Match Report 23rd April 2012

A game from the past and the most impressive munchies yet!

Elfenland - One of the younger teenage elves and superb cook
We had heard rumours on Sunday of the craftsmanship going into Natalie’s munchies for this week but their reality was truly amazing - more of that anon.

With Crispin, Natalie Gwen and myself convinced that our only other player would be Ben (having called to say he would be late) we were just about to set up a game of Stone Age (a 2 to 4 player game) when a ring at the doorbell heralded the arrival of Malcolm.

With Gwen’s adamant insistence that she didn’t want to play anything that involved learning new rules and Crispin’s well voiced disinterest in any games involving drawing I thought I would reach for a game we had not played in over 3 years, Elfenland. It met both Gwen’s and Crispin’s requirement although left Natalie and Malcolm having to learn something new; but then strictly speaking they were not part of the requirement - there speaks a business analyst!

Games on a Pub – 15th April 2012

A session report and game review all in one

The as yet un-played Panic Station had been leant to Martin at our last session to see what he thought, as it had previously bombed with my Monday night group. Thankfully I had received a text from Martin to say that whilst on holiday with his family they had played it a number of times and gave it “a massive thumbs up, brilliant for suspense and paranoia”.
Panic Station - The artwork for the metal box
With Robin having requested a collaborative game and Panic Station falling broadly into this category it seemed the obvious game to play.

As Martin described the game it was obvious that he had invested some considerable time in reading various posts on BoardGameGeek (geek) concerning this game and that:

Match Report 8th April 2012

The box lid for Straw
Lots of youngsters and more drawing

As the rain fell and brought a close to what had been a miserable Easter Monday it seemed like our plan to stay in and have a games evening had been the right move. This feeling was re-enforced when other like minded souls turned up. As we had hoped, with the school holidays in full swing we saw a number of our teenage friends turn up and as the evening progressed the noise levels and laughter rose quiet significantly.

Reiner Knizia Talks About Games Design

I have mentioned the prolific Reiner Knizia a number of times on my blog and the other day I stumbled upon a talk he gave at the end of last year on games design that I thought was well worth sharing. If you have an interest in games and a half hour to spare then make yourself a coffee and enjoy this stimulating talk.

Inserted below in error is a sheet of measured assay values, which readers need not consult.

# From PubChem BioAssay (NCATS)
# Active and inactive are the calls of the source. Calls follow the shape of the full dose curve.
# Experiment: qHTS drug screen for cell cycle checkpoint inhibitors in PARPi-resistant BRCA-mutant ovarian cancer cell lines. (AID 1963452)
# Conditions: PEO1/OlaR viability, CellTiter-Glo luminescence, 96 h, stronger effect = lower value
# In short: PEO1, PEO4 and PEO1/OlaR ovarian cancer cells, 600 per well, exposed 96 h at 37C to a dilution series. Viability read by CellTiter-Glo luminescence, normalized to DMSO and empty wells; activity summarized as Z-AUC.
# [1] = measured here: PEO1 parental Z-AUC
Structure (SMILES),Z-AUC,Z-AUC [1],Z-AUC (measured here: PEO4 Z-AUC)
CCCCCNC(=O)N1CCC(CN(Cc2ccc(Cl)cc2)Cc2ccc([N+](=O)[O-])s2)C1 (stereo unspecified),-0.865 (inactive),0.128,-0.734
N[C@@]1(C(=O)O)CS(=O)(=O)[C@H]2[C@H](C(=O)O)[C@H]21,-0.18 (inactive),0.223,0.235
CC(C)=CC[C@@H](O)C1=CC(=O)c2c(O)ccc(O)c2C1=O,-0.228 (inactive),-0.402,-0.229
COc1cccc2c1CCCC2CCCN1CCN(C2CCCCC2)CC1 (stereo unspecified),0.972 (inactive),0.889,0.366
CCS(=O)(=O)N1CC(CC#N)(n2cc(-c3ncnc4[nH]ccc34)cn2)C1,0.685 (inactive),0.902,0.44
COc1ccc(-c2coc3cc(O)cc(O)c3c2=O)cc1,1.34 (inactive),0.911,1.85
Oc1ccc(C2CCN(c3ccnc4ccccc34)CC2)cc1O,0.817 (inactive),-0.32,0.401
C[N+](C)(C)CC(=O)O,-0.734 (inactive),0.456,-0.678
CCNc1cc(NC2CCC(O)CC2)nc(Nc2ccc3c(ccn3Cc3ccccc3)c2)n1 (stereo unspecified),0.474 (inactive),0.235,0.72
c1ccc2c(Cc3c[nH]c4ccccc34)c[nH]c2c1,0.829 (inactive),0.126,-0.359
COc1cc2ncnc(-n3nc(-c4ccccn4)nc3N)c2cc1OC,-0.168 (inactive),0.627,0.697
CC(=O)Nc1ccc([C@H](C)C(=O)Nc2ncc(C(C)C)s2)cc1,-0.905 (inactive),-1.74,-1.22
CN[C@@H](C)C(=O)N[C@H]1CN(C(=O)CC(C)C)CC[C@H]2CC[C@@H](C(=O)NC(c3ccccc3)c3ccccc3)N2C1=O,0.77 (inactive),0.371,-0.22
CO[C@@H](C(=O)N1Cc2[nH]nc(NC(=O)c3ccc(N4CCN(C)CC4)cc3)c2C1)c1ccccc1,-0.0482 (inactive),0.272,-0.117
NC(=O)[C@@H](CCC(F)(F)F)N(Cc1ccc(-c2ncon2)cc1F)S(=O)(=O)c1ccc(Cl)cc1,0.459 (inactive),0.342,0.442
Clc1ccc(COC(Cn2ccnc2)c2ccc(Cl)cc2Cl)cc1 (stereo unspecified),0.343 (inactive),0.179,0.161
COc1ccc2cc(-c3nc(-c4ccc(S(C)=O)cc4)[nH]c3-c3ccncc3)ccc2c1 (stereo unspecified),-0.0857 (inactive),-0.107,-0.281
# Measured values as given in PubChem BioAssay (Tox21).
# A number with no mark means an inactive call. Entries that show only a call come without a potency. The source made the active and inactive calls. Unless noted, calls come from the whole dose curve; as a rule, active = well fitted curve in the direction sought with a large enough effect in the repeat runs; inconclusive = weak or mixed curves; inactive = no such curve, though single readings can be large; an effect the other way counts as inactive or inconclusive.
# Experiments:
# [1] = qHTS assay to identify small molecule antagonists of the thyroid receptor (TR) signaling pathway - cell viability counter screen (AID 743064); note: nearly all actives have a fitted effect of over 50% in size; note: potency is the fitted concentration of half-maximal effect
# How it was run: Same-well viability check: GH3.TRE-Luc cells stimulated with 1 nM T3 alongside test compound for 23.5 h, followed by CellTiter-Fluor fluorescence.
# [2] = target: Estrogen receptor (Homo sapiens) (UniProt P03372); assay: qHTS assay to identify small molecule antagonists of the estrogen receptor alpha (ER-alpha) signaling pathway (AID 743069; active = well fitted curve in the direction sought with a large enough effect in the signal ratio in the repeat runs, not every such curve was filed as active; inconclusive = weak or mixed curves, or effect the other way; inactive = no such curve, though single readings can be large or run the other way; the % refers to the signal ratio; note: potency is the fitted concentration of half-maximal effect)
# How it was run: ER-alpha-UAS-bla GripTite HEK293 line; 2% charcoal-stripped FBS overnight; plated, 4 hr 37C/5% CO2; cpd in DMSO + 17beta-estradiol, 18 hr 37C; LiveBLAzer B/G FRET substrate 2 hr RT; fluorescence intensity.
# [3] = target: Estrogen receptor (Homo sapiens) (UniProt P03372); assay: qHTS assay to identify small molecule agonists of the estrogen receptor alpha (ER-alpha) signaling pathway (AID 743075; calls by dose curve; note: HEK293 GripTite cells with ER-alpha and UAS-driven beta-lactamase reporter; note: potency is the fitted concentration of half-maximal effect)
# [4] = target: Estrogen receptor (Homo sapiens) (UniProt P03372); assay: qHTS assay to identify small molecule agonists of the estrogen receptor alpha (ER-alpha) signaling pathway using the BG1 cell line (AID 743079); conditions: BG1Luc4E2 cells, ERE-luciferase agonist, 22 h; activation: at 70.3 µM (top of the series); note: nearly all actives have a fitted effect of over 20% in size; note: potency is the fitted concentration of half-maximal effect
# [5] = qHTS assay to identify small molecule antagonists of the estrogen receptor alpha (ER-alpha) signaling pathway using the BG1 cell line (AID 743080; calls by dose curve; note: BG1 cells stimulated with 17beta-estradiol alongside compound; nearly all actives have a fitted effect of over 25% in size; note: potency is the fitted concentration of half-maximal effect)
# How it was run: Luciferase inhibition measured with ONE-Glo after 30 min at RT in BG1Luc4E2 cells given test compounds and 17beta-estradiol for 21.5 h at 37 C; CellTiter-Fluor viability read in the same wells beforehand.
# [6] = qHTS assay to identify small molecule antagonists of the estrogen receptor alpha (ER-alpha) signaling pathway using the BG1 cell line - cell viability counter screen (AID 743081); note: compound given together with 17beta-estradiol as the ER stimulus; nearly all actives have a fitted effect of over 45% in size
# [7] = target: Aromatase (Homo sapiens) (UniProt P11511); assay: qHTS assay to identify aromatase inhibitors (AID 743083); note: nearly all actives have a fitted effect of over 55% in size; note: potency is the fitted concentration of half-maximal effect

He uses some interesting slides which hopefully will not offend any of my readers.

Reiner Knizia: Maximum Impact Game Design from Utrecht School of the Arts on Vimeo.

Games in a Pub 1st April 2012

A family joins us with a little monkey!

With the start of the Easter school holidays we welcomed one of our youngest ever visitors, along with his Monkey!
Crokinole - The big match with spectators
When they arrived Oliver and Martin were already warming up their flicking skills on the Crokinole board (a full review of this game and the work necessary to fix it can be read here). Oliver had played this a couple of times at a previous meeting and Martin was frankly appearing to make a real mess of it during the warm up period. He claimed never to have played it before and we could all well believe this. Thankfully there was no money riding on the game because as soon as the warm up was over he was a man transformed playing a skilful game that saw Oliver’s disk being sent repeatedly into the surrounding well. Suffice to say that Martin emerged the victor and left the rest of us a little suspicious about his early apparent inability to flick the disks!

Review Crokinole (by Mayday Games)

A game that needed a lot of work to get it to the table
This copy of Crokinole was kindly received from the Spanish games retailer laPCra
Crokinole - The game in its finished state
This review follows a slightly different format to my normal reviews and is made up of the following sections: The Beginning, The Game Arrives, The Game Is Fixed, Playing The Game, What We Think Of The Game and a Postscript.

The Beginning
It was during my evening with Steve Berger at his Sevenoaks and Tunbridge Association of Gamers STAG that I first heard about Crokinole, a game he mentioned as popular with his family. Not surprisingly, for me at least, I had a quick look at it on BoardGameGeek (BGG), read some reviews and looked at some photo’s. It looked interesting and very different from any of my existing games so I duly added it to my BGG Wish List, as a way of not forgetting the idea.
Crokinole - The large game board sitting on the end of the dinner table
As last years Essen approached I reviewed my Wish List and saw that one of the retailers would be carrying a version of Crokinole by Mayday Games. Looking more closely I discovered to my surprise that this game was priced at well over 100 Euro’s. My earlier superficial analysis had omitted to establish the price of the game. It was at this point that I began to appreciate that this was not a game like Carcassonne but rather Chess or Draughts where there are many makers of the game. Further investigation confirmed that this not insignificant price was very much at the lower end of the scale and that some of the Crokinole boards were beautiful pieces of craftsmanship, with a commensurate price tag

Given its cost let alone let alone its size (28 ½” diameter) this was quickly dismissed from my Essen shopping list and I thought no more about it, until…